I was never intending to visit Machu Picchu. Having seen literally thousands of versions of the famous shot standing above the ancient Incan ruins and the fact I knew every dog and his uncle would be there, I was skeptical that I would get anything significant out of the experience. In that assumption I was wrong.. Machu Picchu is a a truly spectacular site. Although there are more impressive ruins elsewhere, the location and surrounds give it a majestic and awe-inspiring feel. Seeing photos of a place is a ridiculous excuse for not visiting and I’m glad I made the journey. Having said that, I was disappointed to confirm my belief that it was over-commercialised, taking away from the aura of the site and the ability to transport yourself back in time, losing the ability to grasp what life might have been like all those years ago.
Discovered July 24th, 1911 by a Yale professor by the name of Hiram Bingham. The Incan city was established in the 15th century, the purpose of it’s construction remains unclear although many believe it was a ‘royal estate’, only meant for the elite members of the Incan empire. It sits 2,430m above sea level, perched atop a peak that drops off sharply down into the Urubamba river below. The whole site covers 32,592 hectares. Nearly 5 centuries after the fall of the Incan empire, it remains in tact as a world heritage site and one of the more iconic and frequented landmarks in the world.
These days, the site can be reached in several ways. Firstly, you have the option to trek several days through various routes to reach the town of Agua Calientes, at the base of Machu Picchu. The most famous of these is the Inca trail, stretching 82km and typically taking 4 days. You then have the option to arrive via van or private taxi. These will take you to a place called Hydroelectrica, a 2-3 hour trek away from Agua Calientes. Finally you can arrive in style, via the long-established railroad that leads from Cusco right to the base of the ruins. From Agua Calientes you can either walk an hour or so straight up the hill Machu Picchu sits on or take a bus to achieve the same result. This is what greets you when you get there..
I feel people would get far more out of the experience if they had to trek to get into Machu Picchu. Soon after I had visited, I talked to a friend who had completed the Inca Trail. He was rewarded with a far more significant experience at the site of the ruins due to the hardship of reaching his destination. It was a reward to arrive at Machu Picchu. This will never happen of course. It would rule out the majority of tourists who visit and slash tourism revenue significantly.
Machu Picchu has become the symbol of commercialisation in Peru. So many Peruvian brands, from beer to universities tie themselves to the image of the landmark. Presidential candidates photoshop their head in front of the iconic image overlooking the ruins and then plaster it all over billboards. This is far from unique to Peru however, Everest labelled products run rampant in Nepal and Angkor gets it’s fair share of use over in Cambodia (it’s always beer brands that are the first to name themselves after these landmarks). I’m in no way blaming Peru for this. It’s a developing country that is in desperate need of tourism revenue but I don’t believe it’s all necessary. People will come either way. All it does is reduce the image to a mere marketing ploy.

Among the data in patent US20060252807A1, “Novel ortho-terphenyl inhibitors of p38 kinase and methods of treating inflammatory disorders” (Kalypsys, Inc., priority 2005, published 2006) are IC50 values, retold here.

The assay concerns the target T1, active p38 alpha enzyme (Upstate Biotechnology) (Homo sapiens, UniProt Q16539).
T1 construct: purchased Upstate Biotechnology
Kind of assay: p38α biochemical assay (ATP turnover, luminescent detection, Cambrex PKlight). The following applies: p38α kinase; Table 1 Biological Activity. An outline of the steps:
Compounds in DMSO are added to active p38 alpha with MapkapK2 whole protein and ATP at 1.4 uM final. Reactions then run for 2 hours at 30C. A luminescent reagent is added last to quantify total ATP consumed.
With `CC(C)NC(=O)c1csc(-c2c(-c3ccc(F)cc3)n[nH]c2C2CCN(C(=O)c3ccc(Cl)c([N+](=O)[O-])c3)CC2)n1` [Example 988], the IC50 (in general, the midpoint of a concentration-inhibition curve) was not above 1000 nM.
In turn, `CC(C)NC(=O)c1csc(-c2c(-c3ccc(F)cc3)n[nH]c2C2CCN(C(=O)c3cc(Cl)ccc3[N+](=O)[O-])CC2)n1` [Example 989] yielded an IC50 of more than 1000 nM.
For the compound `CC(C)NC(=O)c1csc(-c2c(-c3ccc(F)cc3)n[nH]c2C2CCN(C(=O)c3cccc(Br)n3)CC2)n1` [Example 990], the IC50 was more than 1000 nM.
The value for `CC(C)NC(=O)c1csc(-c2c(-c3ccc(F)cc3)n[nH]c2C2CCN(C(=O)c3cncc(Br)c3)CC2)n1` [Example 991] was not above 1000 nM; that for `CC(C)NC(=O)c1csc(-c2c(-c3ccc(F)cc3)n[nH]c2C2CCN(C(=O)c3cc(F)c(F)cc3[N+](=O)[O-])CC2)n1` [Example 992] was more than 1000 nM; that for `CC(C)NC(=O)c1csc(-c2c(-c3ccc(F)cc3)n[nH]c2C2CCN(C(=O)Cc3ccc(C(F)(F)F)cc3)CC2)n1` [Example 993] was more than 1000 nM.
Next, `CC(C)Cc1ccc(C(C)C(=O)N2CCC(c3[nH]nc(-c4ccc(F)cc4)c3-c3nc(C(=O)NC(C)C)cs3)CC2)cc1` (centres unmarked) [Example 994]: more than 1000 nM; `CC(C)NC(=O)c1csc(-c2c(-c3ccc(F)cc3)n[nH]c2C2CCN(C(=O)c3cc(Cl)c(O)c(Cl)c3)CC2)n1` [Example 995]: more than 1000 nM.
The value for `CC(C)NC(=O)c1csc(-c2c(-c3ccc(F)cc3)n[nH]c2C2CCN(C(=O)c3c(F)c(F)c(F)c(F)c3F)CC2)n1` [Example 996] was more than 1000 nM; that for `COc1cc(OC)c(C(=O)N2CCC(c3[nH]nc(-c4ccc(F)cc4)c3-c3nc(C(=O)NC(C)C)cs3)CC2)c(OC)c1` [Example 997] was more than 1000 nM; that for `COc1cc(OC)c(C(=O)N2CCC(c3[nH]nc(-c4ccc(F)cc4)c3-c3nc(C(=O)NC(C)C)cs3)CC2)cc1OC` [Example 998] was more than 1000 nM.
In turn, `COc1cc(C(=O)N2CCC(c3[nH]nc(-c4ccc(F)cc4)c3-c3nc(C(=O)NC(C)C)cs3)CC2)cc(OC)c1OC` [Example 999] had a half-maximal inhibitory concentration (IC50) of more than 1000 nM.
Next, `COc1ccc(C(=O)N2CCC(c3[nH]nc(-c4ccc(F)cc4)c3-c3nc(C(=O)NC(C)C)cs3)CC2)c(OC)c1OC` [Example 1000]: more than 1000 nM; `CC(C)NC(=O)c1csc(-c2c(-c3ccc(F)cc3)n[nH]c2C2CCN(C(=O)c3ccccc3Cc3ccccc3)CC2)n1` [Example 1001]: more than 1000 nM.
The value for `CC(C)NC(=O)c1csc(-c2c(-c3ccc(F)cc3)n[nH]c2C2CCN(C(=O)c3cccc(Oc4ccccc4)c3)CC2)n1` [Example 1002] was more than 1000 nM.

I came across a Time article showing images of the historic site from 1945, decades before the mass tourism trade had begun. It looks a little run-down, overgrown, it’s features are undefined and yet magnificent. This was the state in which it was left by the previous tenants, centuries ago. There are no ladders set up to repair roofs, no signs telling you which direction to walk in and no fully grown men running around taking hundreds of selfies. It remains untouched, pure and majestic. I can’t help but think the majority of visitors would get a much more profound experience if it was left in this natural state.
As compared with a photo I took in 2016..
I may very well be in the minority with the view expressed in this post. You who are reading this may prefer the cleaner, more detailed and restored version of the ancient ruins. I can certainly understand that point of view. The modern Machu Picchu is very accessible, allowing people of all ages and fitness levels the chance to experience the incredible destination that without the infrastructure and support currently in place, may not offer the same opportunity. I only wish they were granted the chance to experience the site in all it’s prestige, the way you can with those places which are not classified as such icons. They can transport you to a different time, if only briefly, and give a glimpse into another world. Just a little glance back in time.
If you’ve ever travelled around for an extended period of time (3+ weeks) you’ll know how hard it is to stay in shape. Now this does depend on where you travel to. A backpacking trip to Peru (where you’ll likely be hiking for multiple days at a time) compared to a Contiki tour through southern Europe (where your main pastime is going to be consuming large quantities of booze) are going to yield completely different results for your fitness.
Below are a list of basic bodyweight workouts that require minimal to zero equipment. The only thing you need to access is a pull-up bar of some sort- be it a tree, monkey bars or overhead balcony somewhere (most parks around the world have either a suitable tree branch or monkey bars you can use.) You can do these in your hotel room, at a local park, in the middle of the town square, wherever you can find a small space to yourself.
All workouts are from a site called Darebee. Check it out for a full list of hundreds of bodyweight workouts and how to perform the various exercises mentioned.